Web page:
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Behind the Headlines: Kidnapping of Three Soldiers Marks Latest Hezbollah Attack

Hezbollah’s kidnapping of three Israeli soldiers this week was its first operation against the Jewish state since the Israeli army withdrew from southern Lebanon in May.

But the action marked the latest in the Shi’ite fundamentalist group’s two- decade war on Israel.

Following Hezbollah’s success in Lebanon’s recent parliamentary elections, Israeli officials had hoped — vainly, as became evident after Saturday’s abductions — that the group would focus on Lebanese politics rather than heat up the border with Israel.

After the Israel Defense Force failed to stop the kidnappers from advancing north, efforts to rescue the kidnapped soldiers shifted to the diplomatic front.

U.N. Secretary-General Kofi Annan went to Beirut on Tuesday to help secure the release of Staff Sgt. Avraham Binyamin, Staff Sgt. Omar Suad and Sgt. Adi Avitan.

Israeli leaders have refrained from commenting on whether negotiations are being conducted with Hezbollah via intermediaries.

But the appointment of Ya’acov Perri, a former head of the Shin Bet domestic security service, as the head of the team dealing with the issue indicated that Israel may indeed be willing to negotiate a prisoner exchange, which Hezbollah has demanded.

“The soldiers should not be harmed,” Annan said after meeting with Israeli Prime Minister Ehud Barak, adding that the Red Cross should be given immediate access to the three.

Judging by lab tests at the scene of the kidnapping, Israeli army officials said the soldiers were wounded, but they did not know how seriously.

For his part, Annan said Tuesday that to the best of his knowledge the soldiers were in “good condition.”

Hezbollah leader Sheik Hassan Nasrallah said Saturday night that he is ready to negotiate a prisoner exchange.

Mediation efforts are continuing under a thick veil of secrecy, with the hope that some deal could be worked out between Israel and Hezbollah.

The group has demanded that Israel release more than a dozen Lebanese prisoners, among them Shi’ite leaders Sheik Abdel Karim Obeid and Mustafa Dirani, if it wants to see its three soldiers returned.

Israel also holds scores of Palestinian prisoners.

Perri has been directly responsible for negotiations aimed at securing the release of navigator Ron Arad, who bailed out of his fighter plan over Lebanon in 1986 and is believed to have been held by pro-Iranian troops there.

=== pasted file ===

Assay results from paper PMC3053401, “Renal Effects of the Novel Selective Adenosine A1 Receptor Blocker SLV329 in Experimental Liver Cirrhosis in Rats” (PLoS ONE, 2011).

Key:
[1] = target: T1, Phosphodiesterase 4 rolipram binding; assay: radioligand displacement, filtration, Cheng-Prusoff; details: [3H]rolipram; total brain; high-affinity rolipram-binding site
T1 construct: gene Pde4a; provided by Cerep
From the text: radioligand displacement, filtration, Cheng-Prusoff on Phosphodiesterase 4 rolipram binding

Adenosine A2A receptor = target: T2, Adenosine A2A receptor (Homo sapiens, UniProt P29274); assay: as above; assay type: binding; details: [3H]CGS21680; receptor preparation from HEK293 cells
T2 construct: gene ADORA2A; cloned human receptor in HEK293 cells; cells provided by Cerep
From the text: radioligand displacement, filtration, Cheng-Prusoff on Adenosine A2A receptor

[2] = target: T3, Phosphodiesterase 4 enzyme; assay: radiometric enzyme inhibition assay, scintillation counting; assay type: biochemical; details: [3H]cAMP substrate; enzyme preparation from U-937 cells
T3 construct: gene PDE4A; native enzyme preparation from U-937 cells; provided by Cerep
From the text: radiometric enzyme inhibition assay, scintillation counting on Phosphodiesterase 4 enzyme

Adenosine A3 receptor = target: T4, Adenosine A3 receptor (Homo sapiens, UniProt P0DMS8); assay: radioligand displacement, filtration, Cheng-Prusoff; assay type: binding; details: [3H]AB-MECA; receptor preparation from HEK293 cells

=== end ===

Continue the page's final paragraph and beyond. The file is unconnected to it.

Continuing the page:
Israel has also been seeking information about three soldiers missing in action in Lebanon since 1982.

Zachariah Baumel, Zvi Feldman and Yehuda Katz disappeared June 11, 1982, in the battle of Sultan Yakoub at the beginning of Israel’s invasion of its northern neighbor.

Obeid, a Hezbollah leader, and Dirani, a leader of the Amal movement, have been held without trial since their seizure by Israel in 1988 and 1994, respectively. Israel has been holding the two in hopes of securing Arad’s release.

Obeid and Dirani top the list of prisoners Hezbollah wants Israel to release.

In April, Israel freed 13 Lebanese nationals who had been held without trial as bargaining chips for the return of Israeli MIAs.

The 13 were released following a ruling by the Supreme Court that Israel could not hold detainees indefinitely if they do not present a security threat.

While abiding by the court’s decision, Israel’s Security Cabinet decided to initiate legislation that would give the government the legal right to hold detainees it deemed “illegal fighters” as bargaining chips.

Although Hezbollah now operates a large network providing health, education and cultural services in Lebanon, it was established as a purely military organization in 1983 to act against the Israeli occupation of Lebanon.

It carried out a number of violent attacks against Israeli and American targets. Among its most deadly operations, the group was responsible for a twin attack on Oct. 23, 1983, when Shi’ite Muslim suicide car bombers simultaneously blew up a U.S. Marine base and French paratroopers headquarters in Beirut, killing 241 American and 58 French soldiers.

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